"Why has the director of the FBI not taken a position regarding these contradictions? Where did the list come from, why it was false? If I were the chief investigator in such a case, I would go before the public on a regular basis, and provide information on which leads are valid and which are not," he said, "and what about the obscure stock transactions? In the week prior to the attacks, the amount of transactions in stocks in American Airlines, United Airlines, and insurance companies, increased 1,200 percent. It was for a value of $15 billion. Some people must have known something. Who?"


Although von Bülow told me in December 2001 that he believes that the Israeli intelligence service, Mossad, is behind the Sept. 11 attacks, he said such political discussion is beyond the pale in German journalism. When asked by Tagesspiegel who might have known about the attacks, von Bülow's comments about apparent Israeli culpability and the agenda of Israel's Ariel Sharon were deleted. Israel is protected in the German media, in which any criticism of the Jewish state is stifled. This is because of "the special relationship" between the two states. However, the Israeli agenda has advanced as a result of the Sept. 11 attacks.

"Don't believe the Arabs—they are foes," is the message behind the "brainwashing" being done by the U.S. government and the unquestioning mass media, said von Bülow. "With the help of the horrifying attacks, the Western mass democracies are being subjected to brainwashing. The enemy image of anti-communism doesn't work anymore; it is to be replaced by peoples of Islamic belief. They are accused of having given birth to suicidal terrorism."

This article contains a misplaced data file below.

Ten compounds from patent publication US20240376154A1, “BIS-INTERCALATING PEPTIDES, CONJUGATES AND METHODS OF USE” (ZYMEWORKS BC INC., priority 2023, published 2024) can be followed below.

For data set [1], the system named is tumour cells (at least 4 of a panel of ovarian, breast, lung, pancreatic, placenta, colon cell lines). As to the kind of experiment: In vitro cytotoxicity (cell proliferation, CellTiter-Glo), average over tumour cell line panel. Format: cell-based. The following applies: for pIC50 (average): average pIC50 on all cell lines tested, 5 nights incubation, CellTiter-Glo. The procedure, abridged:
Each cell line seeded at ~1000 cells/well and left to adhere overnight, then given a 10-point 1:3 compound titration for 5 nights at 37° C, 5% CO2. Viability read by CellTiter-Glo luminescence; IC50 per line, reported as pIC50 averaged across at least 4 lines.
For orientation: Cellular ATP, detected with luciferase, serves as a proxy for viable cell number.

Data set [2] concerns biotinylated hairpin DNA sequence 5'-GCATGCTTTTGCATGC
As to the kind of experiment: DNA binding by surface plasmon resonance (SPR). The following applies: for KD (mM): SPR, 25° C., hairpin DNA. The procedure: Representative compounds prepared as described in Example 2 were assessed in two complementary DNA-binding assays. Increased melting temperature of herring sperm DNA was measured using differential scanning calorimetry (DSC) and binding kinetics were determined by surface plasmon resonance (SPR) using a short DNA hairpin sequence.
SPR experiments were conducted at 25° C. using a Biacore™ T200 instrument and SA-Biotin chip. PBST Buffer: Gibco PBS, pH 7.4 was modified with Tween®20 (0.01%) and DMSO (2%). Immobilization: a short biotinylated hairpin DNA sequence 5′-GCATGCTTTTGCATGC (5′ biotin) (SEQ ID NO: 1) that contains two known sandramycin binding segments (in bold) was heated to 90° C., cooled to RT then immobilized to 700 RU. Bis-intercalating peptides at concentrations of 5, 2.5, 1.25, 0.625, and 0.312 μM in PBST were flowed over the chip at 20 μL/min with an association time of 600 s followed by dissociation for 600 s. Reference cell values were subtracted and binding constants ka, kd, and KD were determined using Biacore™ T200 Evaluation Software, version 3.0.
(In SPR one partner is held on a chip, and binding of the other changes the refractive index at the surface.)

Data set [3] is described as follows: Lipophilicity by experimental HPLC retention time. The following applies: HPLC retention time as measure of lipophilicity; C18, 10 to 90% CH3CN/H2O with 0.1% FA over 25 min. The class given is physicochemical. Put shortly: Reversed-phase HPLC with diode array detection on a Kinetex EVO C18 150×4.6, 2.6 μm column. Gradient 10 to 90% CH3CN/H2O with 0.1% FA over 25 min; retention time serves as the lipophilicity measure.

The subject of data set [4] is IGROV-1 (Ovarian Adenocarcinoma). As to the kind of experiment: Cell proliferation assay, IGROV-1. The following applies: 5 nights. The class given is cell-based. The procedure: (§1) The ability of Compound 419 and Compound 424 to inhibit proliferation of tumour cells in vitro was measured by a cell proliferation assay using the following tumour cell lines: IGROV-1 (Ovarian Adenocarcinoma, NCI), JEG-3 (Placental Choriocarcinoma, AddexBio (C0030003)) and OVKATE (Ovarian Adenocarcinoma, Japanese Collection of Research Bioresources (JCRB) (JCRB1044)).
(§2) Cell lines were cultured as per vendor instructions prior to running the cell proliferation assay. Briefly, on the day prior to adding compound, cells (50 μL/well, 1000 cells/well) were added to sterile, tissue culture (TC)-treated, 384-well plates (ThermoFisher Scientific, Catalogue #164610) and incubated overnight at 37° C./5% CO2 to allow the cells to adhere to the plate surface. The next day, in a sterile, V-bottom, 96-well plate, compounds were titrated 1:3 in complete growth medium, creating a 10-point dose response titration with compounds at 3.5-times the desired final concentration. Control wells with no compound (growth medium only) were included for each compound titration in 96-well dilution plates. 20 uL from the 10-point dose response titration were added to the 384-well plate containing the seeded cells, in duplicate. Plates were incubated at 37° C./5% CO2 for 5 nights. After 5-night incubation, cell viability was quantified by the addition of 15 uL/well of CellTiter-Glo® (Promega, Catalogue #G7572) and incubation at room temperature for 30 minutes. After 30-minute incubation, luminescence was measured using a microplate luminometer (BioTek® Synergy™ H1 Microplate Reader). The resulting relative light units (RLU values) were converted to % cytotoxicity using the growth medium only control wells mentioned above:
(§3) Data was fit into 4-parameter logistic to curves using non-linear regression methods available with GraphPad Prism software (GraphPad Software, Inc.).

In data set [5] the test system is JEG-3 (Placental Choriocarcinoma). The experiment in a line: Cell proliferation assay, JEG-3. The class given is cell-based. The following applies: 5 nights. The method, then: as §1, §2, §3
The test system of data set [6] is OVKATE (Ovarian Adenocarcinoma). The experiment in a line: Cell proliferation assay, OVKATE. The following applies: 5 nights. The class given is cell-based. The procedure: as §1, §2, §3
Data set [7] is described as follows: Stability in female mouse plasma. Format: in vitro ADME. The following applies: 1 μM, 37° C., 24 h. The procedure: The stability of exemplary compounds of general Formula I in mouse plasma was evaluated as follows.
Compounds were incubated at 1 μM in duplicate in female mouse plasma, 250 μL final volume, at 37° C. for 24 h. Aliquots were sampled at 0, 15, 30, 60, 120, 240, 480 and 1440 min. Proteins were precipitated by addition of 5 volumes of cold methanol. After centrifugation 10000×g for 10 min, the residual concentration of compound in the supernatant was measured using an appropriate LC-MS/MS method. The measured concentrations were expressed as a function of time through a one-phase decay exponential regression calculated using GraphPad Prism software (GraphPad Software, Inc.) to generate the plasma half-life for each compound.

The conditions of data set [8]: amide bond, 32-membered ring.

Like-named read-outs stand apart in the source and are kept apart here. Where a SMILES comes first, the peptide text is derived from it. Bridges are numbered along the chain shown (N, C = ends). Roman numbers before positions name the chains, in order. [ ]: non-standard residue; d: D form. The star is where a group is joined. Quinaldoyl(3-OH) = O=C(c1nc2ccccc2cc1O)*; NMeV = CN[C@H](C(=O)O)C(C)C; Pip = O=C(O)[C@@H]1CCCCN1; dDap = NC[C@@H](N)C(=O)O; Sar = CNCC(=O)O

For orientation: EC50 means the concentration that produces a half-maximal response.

The image of the new enemy comes from Zbigniew Brzezinski and Samuel Huntington, two policy-makers of American intelligence and foreign policy, von Bülow said. "Already in the middle of the 1990s, Huntington believed, people in Europe and the U.S. needed someone they could hate—this would strengthen their identification with their own society. And Brzezinski, the mad dog, as adviser to President Jimmy Carter, campaigned for the exclusive right of the U.S. to seize all the raw materials of the world, especially oil and gas. "In his analysis of political processes," von Bülow said, "a global map of civil wars and conflicts coincides with the locations of these strategic minerals. The same is the case with the third map: nodal points of the drug trade," he said.

The huge raw material reserves of the former Soviet Union, as well as the pipeline routes, are now at the disposal of the United States and Britain. The fact that the events of Sept. 11 "fit perfectly in the concept of the armaments industry, the intelligence agencies, the whole military-industrial-academic complex," von Bülow says, is "conspicuous."

"What has gone on, and goes on, in the name of intelligence services, are true crimes," von Bülow said. He is the author of Im Namen des Staates, a book which documents some of the criminal activities of the CIA and the German intelligence services.